Family seeks $5 million in molestation case

The attorney for a family that is suing the town and Board of Education, alleging their son was molested by former Miller-Driscoll paraprofessional Eric Von Kohorn, has put forth a compromise in which the child would receive $5 million and his parents would each receive $150,000.

The proposed deal was submitted by attorney Paul A. Slager to Stamford Superior Court on Sept. 25.

In the case of John Doe PPA, Mother Doe and Father Doe v. Wilton Board of Education and Town of Wilton, Slager submitted separate documents — one for each plaintiff — seeking the compromise. Slager is an attorney with Silver Golub & Teitell, LLP of Stamford. There were no further details available from the court as of Sept. 26.

A complaint involving the boy, John Doe, was filed Oct. 14, 2016. He was 4 during the 2013-14 school year, when the incident is alleged to have occurred. His parents are also plaintiffs.

While at school, the boy was fully toilet trained. Despite that, the complaint alleges, Von Kohorn regularly took the boy alone into the school bathroom, in violation of the school’s toileting policy.

The complaint says that at some point during the winter/spring semester of the 2013-14 school year, Von Kohorn took digital photographs of the boy while his pants were down in the bathroom, resulting in extensive permanent emotional and psychological injuries to the boy.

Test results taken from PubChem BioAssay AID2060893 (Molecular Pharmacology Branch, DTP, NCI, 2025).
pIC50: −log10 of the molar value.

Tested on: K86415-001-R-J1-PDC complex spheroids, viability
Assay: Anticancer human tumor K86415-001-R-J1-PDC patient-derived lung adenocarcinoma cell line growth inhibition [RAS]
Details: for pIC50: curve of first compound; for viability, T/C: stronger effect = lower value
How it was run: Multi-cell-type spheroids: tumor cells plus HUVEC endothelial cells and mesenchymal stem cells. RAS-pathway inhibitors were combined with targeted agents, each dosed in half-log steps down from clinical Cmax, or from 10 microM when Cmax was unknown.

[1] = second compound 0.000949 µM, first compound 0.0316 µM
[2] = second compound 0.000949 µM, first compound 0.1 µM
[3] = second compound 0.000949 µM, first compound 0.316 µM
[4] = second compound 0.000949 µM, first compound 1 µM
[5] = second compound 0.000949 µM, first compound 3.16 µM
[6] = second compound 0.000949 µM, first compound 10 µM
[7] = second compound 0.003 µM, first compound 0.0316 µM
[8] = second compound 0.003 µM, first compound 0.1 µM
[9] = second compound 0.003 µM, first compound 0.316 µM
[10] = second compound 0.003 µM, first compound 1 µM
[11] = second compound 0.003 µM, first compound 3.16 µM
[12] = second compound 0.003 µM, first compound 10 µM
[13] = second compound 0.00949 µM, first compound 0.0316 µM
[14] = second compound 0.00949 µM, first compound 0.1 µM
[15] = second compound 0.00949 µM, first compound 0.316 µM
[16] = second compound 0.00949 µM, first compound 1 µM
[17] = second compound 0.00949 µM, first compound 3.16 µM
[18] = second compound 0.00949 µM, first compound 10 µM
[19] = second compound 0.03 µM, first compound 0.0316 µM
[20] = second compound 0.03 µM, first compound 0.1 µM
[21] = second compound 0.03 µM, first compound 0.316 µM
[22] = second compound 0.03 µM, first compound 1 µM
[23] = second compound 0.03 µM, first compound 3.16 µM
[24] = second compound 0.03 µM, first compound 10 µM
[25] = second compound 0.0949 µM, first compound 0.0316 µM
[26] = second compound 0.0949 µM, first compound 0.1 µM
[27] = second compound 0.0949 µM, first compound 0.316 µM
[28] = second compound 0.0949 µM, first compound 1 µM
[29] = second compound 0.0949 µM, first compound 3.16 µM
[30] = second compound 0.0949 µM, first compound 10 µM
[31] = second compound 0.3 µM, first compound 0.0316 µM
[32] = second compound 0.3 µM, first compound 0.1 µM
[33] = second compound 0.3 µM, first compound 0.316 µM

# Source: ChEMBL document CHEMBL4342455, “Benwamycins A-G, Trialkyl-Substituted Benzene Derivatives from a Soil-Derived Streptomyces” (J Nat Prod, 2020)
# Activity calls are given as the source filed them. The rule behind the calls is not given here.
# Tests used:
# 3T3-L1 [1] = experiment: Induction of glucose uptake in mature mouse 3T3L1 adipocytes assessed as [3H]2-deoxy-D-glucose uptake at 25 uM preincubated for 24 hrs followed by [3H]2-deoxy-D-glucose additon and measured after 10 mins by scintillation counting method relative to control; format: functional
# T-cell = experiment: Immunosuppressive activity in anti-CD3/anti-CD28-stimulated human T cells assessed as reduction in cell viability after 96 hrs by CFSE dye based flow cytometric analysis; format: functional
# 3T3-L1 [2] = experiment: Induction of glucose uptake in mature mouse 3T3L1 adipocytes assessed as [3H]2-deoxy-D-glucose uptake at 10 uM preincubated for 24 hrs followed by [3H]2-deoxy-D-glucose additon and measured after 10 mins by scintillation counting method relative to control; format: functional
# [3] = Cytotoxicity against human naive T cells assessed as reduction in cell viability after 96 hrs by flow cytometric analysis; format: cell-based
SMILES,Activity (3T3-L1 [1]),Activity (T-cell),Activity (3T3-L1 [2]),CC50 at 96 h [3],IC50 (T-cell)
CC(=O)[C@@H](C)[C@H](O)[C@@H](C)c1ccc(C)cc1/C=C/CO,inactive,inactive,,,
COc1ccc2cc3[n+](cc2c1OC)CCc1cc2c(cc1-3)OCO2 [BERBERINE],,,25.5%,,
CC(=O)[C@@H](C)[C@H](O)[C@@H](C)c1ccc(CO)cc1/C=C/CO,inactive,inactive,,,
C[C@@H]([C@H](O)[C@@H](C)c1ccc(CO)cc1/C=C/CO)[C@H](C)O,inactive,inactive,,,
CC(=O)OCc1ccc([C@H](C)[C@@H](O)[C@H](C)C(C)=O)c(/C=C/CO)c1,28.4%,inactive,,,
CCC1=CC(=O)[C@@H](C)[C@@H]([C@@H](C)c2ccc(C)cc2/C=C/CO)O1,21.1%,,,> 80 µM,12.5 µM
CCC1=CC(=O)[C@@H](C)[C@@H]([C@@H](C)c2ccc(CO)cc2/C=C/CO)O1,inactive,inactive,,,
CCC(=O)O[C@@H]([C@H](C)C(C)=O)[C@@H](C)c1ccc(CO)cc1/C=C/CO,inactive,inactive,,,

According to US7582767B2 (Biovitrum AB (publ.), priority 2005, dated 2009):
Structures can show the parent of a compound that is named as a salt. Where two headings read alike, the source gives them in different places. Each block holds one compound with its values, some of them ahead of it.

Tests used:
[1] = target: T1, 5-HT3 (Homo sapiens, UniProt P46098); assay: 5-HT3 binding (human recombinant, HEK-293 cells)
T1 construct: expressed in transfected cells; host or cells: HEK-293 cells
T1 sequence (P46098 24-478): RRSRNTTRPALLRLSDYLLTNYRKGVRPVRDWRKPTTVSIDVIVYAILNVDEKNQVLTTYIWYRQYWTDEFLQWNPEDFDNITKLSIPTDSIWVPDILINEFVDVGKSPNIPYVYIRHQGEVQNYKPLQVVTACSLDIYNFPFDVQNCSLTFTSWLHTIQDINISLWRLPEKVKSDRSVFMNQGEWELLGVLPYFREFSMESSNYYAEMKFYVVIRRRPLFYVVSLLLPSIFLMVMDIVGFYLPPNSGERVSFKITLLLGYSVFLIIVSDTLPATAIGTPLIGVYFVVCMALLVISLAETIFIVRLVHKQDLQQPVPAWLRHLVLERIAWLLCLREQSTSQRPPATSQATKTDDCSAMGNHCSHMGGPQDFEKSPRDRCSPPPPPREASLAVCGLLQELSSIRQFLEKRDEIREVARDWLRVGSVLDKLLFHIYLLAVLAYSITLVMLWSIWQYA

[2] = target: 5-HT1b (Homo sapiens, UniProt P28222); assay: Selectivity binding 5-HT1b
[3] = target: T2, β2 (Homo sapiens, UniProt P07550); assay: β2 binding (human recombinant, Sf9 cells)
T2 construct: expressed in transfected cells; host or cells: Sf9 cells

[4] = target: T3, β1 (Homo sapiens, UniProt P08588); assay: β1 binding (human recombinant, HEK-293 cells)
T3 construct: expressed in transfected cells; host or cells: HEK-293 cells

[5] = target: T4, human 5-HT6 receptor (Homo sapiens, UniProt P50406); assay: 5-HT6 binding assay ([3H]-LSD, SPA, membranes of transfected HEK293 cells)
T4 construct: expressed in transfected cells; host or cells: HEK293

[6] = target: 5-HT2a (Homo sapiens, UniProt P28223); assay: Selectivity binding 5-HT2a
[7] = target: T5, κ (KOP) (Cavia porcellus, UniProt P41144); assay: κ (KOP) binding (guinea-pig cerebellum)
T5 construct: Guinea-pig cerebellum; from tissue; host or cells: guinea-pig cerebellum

This occurred after preschool director Fred Rapczynski had been notified of and investigated a 2012 complaint alleging Von Kohorn had sexually molested a girl student in the preschool. Von Kohorn continued to be employed at the school. The girl’s family also sued the town and Board of Education and a settlement was reached earlier this year.

Unrelated to the lawsuit, Von Kohorn was arrested in August 2014 on charges of first-degree possession of child pornogrpahy and promoting a minor in an obscene performance. After pleading guilty to one count of illegal possession of child pornography in the second degree, he was sentenced in October 2015 to six years in prison, suspended after two years, and 10 years probation. He has since been released from prison.

Attorneys representing the town and Board of Education in the latest suit submitted a motion for summary judgment on May 2, claiming the town has immunity from liability for what it says falls under discretionary acts in the performance of public duties. The motion further claims the Board of Education does not owe a duty to the boy’s parents. There has been no ruling on that motion.

At this time, jury selection and trial, originally scheduled for next month, is now scheduled for Feb. 20, 2019.